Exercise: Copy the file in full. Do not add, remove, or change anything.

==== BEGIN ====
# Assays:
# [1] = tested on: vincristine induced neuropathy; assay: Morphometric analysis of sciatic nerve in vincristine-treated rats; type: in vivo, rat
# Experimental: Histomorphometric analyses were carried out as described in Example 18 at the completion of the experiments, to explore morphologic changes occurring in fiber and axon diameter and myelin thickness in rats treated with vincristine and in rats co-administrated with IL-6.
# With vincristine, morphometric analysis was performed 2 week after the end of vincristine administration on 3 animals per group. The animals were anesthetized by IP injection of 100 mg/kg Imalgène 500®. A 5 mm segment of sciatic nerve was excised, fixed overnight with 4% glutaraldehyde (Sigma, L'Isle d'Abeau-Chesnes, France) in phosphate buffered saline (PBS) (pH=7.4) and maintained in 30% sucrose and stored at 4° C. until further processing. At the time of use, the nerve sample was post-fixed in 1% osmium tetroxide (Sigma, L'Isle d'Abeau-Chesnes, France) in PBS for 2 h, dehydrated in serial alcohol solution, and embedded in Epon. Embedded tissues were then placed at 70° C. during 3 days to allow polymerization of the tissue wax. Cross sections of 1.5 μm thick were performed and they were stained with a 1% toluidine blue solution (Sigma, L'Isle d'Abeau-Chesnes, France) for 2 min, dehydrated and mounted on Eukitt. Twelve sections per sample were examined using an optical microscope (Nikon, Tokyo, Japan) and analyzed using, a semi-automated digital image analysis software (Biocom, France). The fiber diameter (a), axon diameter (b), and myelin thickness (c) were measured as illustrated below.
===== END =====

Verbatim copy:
# Assays:
# [1] = tested on: vincristine induced neuropathy; assay: Morphometric analysis of sciatic nerve in vincristine-treated rats; type: in vivo, rat
# Experimental: Histomorphometric analyses were carried out as described in Example 18 at the completion of the experiments, to explore morphologic changes occurring in fiber and axon diameter and myelin thickness in rats treated with vincristine and in rats co-administrated with IL-6.
# With vincristine, morphometric analysis was performed 2 week after the end of vincristine administration on 3 animals per group. The animals were anesthetized by IP injection of 100 mg/kg Imalgène 500®. A 5 mm segment of sciatic nerve was excised, fixed overnight with 4% glutaraldehyde (Sigma, L'Isle d'Abeau-Chesnes, France) in phosphate buffered saline (PBS) (pH=7.4) and maintained in 30% sucrose and stored at 4° C. until further processing. At the time of use, the nerve sample was post-fixed in 1% osmium tetroxide (Sigma, L'Isle d'Abeau-Chesnes, France) in PBS for 2 h, dehydrated in serial alcohol solution, and embedded in Epon. Embedded tissues were then placed at 70° C. during 3 days to allow polymerization of the tissue wax. Cross sections of 1.5 μm thick were performed and they were stained with a 1% toluidine blue solution (Sigma, L'Isle d'Abeau-Chesnes, France) for 2 min, dehydrated and mounted on Eukitt. Twelve sections per sample were examined using an optical microscope (Nikon, Tokyo, Japan) and analyzed using, a semi-automated digital image analysis software (Biocom, France). The fiber diameter (a), axon diameter (b), and myelin thickness (c) were measured as illustrated below.